The long-lost Oscar of Hattie McDaniel, the pioneering Black actor awarded for her role in Gone With the Wind, is set to be replaced by The Academy of Motion Picture Arts and Sciences. According to Deadline, a replica of McDaniel’s original award, bestowed upon her as Best Supporting Actress in 1939, will be graciously donated to Howard University’s Chadwick A. Boseman College of Fine Arts.
McDaniel’s groundbreaking accolade, which had been bequeathed to Howard University, mysteriously vanished in the 1960s or 70s and has eluded recovery since. Phylicia Rashad, the dean of Boseman College, expressed delight over the return of this vital piece of cinematic history, emphasizing the inspiration it would provide to aspiring students at the institution.
Differing from contemporary Oscars, McDaniel’s honour was a plaque, the standard recognition for supporting roles from 1936 to 1942. The university is planning a celebratory event, named Hattie’s Come Home, to mark the auspicious return of the award, scheduled for October 1 at the Ira Aldridge Theater in Washington, D.C.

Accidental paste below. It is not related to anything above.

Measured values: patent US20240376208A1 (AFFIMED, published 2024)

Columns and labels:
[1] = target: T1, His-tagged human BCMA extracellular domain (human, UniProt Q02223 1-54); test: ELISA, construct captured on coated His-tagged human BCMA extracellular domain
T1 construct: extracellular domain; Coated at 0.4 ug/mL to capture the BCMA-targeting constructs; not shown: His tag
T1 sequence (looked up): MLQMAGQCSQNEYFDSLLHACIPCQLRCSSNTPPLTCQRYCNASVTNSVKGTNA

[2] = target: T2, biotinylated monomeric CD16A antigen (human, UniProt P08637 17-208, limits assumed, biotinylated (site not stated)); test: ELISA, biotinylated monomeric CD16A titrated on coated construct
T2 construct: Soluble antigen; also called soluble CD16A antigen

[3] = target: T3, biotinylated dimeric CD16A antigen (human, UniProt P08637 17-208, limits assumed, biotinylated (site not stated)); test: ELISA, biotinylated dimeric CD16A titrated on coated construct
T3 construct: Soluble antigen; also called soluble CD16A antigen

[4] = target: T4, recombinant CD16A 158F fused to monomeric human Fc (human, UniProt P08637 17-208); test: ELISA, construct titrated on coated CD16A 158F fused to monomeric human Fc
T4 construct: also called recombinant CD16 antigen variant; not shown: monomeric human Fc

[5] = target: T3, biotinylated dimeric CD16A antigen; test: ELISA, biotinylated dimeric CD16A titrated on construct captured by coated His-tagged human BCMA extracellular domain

Hattie McDaniel, born in 1893 in Wichita, Kansas, transitioned from a flourishing singing career to the silver screen, leaving an indelible mark with performances in movies like I’m No Angel, The Little Colonel, and, most notably, Gone With the Wind. Despite her triumphant win, McDaniel was barred from the movie premiere in Atlanta due to the prevailing Jim Crow laws, and her attendance at the segregated Oscar ceremony was met with contention.
Despite the controversy surrounding her role and the movie itself, McDaniel carved a successful path in the industry, briefly leading in the TV series Beulah until health issues led to her retirement. Her historic win remained unparalleled until Whoopi Goldberg’s Oscar victory in 1990 for Ghost. McDaniel’s legacy continues to be celebrated, with Howard University’s upcoming event commemorating her remarkable contribution to the movie industry. Source